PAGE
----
The Armenian authorities' response to the March 1 events has been one-sided. While they have investigated, prosecuted, and convicted dozens of opposition members, sometimes in flawed and politically motivated trials, for organizing the demonstration and participating in violent disorder, they have not prosecuted a single representative of the authorities for excessive use of force. The Office of the Public Prosecutor has also dismissed all allegations of ill-treatment and torture in detention as unfounded.
Electoral politics in Armenia since independence has remained stuck in a cycle of uneven contests, fraud, and disputes that more often than not spill onto the streets. There is low public confidence in the way elections are run, and widespread cynicism about their outcome. The functioning of Armenia's multiparty system and genuine political competition are also hampered by the persistent inability of the array of political parties to stabilize and consolidate. To the extent that it exists, real political competition is volatile with a permanent risk of violence, and mutual respect between electoral competitors-especially between victors and losers-is lacking.
Specifically in respect of the deaths and injuries occurring on March 1, the Armenian Office of the Public Prosecutor should increase its efforts to conduct an independent, impartial investigation to establish whether law enforcement officials acted within limits set in national and international law for crowd control and use of force. This investigation should also cover the allegations of ill-treatment of people detained in connection with their participation in the March 1 events, assessing whether the array of international and European standards against torture, ill-treatment and arbitrary detention, to which Armenia is party, were breached.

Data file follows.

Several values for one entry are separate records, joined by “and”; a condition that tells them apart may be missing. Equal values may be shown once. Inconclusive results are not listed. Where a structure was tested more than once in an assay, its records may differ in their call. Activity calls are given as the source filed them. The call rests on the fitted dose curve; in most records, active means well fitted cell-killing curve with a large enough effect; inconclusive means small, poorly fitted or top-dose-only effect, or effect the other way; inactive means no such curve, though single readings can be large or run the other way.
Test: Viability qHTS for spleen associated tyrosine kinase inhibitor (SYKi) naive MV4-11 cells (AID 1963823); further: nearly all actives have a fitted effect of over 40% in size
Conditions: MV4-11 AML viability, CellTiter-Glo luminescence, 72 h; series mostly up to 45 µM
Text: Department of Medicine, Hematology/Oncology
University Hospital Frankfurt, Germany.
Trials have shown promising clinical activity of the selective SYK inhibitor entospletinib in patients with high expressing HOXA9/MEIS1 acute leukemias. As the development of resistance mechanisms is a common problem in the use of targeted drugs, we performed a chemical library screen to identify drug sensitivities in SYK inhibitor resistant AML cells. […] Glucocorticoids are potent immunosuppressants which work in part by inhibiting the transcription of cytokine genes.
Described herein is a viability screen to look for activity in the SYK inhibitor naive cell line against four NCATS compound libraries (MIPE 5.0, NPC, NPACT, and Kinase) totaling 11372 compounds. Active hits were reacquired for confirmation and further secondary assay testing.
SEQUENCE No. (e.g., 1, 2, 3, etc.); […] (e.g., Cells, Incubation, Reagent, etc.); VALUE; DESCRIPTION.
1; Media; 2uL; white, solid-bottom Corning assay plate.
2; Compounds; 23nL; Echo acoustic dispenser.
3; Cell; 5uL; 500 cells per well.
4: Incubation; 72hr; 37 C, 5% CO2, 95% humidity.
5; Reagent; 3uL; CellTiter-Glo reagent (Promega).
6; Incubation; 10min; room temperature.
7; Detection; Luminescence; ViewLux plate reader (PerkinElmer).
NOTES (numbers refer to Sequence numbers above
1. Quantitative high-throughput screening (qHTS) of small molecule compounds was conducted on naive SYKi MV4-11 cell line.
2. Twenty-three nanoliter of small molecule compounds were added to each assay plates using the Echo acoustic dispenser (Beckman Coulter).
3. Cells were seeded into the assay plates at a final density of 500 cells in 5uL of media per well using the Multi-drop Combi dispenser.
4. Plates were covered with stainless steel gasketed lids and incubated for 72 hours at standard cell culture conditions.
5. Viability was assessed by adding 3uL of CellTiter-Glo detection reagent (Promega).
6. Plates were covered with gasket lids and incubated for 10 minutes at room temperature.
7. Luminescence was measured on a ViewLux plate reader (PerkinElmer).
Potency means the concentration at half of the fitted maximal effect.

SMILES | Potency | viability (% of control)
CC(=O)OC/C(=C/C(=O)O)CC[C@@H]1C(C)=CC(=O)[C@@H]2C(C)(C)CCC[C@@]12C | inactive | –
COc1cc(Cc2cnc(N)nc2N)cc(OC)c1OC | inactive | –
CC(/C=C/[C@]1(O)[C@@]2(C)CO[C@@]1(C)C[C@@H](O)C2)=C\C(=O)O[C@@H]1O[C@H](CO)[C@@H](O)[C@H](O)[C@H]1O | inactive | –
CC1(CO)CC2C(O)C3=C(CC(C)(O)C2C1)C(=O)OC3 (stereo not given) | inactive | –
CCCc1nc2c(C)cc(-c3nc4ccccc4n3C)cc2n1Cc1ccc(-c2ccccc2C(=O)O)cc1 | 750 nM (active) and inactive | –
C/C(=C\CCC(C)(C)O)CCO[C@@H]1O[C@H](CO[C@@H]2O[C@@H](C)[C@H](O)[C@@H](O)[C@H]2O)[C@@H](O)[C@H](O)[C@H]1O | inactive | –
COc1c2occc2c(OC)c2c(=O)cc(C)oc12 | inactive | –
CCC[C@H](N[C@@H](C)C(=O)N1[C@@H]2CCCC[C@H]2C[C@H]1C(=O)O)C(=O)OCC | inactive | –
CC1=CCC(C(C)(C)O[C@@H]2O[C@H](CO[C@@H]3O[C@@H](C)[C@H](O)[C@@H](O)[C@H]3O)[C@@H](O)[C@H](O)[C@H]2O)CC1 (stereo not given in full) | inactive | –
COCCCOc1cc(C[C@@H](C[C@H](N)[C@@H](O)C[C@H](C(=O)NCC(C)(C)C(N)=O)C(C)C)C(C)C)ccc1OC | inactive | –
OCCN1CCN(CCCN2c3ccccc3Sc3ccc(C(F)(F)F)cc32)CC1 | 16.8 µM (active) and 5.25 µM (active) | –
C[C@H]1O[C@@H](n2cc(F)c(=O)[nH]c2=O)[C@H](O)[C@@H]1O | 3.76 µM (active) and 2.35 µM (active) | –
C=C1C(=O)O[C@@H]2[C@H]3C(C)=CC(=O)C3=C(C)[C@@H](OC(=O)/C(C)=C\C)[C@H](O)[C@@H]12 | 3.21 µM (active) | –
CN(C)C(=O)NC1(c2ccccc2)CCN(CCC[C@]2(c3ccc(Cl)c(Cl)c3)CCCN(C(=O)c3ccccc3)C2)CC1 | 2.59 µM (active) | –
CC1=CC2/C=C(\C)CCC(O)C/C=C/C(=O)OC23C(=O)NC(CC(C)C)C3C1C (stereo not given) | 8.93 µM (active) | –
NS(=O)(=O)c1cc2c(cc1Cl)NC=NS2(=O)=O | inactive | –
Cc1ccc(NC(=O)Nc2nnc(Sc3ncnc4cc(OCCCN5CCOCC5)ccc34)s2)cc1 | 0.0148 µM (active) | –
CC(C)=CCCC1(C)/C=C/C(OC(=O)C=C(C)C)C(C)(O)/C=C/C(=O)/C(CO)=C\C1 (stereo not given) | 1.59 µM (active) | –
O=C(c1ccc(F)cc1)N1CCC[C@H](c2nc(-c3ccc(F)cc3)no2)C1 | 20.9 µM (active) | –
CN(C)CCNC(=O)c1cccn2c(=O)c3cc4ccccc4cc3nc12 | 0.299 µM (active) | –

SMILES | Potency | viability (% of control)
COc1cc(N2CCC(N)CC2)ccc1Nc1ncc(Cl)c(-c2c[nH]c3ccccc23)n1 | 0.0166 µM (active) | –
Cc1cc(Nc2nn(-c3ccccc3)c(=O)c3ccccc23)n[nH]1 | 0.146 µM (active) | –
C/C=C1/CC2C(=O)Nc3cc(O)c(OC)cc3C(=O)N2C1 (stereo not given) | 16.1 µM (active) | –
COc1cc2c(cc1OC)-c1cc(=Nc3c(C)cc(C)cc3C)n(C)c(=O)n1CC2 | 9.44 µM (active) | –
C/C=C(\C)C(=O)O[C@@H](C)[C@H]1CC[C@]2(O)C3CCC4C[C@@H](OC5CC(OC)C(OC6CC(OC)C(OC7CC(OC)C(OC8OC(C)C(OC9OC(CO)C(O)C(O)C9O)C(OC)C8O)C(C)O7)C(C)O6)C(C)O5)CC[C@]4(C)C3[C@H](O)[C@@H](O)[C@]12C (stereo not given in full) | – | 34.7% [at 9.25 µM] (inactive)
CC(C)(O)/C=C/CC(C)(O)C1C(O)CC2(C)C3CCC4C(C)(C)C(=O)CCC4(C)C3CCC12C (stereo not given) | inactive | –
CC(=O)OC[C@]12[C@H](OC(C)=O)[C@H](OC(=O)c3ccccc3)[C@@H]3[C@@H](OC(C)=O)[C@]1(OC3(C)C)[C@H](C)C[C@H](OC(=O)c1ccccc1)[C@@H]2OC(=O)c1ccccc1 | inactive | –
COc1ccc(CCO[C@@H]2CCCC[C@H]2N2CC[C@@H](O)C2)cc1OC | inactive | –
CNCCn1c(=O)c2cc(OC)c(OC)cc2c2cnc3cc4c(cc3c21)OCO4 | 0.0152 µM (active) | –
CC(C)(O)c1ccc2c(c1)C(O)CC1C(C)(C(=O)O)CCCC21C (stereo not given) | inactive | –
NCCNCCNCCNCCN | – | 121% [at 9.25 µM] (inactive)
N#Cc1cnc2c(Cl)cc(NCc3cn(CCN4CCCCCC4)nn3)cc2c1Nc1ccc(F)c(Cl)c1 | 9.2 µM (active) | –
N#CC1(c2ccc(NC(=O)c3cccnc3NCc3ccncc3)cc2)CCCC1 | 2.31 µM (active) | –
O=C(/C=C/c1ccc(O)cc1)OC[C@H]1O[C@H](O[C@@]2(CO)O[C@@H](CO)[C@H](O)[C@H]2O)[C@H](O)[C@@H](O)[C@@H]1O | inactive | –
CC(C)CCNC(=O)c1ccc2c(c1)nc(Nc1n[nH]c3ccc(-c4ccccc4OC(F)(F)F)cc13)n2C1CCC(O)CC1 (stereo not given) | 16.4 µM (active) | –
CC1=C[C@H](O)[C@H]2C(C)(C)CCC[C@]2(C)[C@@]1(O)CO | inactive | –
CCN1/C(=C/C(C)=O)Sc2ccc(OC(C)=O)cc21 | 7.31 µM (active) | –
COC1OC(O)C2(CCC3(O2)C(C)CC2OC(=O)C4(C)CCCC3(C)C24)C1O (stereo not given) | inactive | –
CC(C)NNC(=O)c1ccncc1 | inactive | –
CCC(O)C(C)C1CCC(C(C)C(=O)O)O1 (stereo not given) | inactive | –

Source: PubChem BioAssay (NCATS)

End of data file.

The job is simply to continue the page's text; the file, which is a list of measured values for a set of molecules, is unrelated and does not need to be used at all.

More broadly, there is a need to address the deficiencies and manipulations in Armenia's electoral processes that contribute to distrust in their fairness and doubts about their outcomes. National authorities, and international partners concerned about Armenia's democratic transition, need to address both the causes and the symptoms of the pervasive public skepticism that genuine democracy can be made to work in Armenia.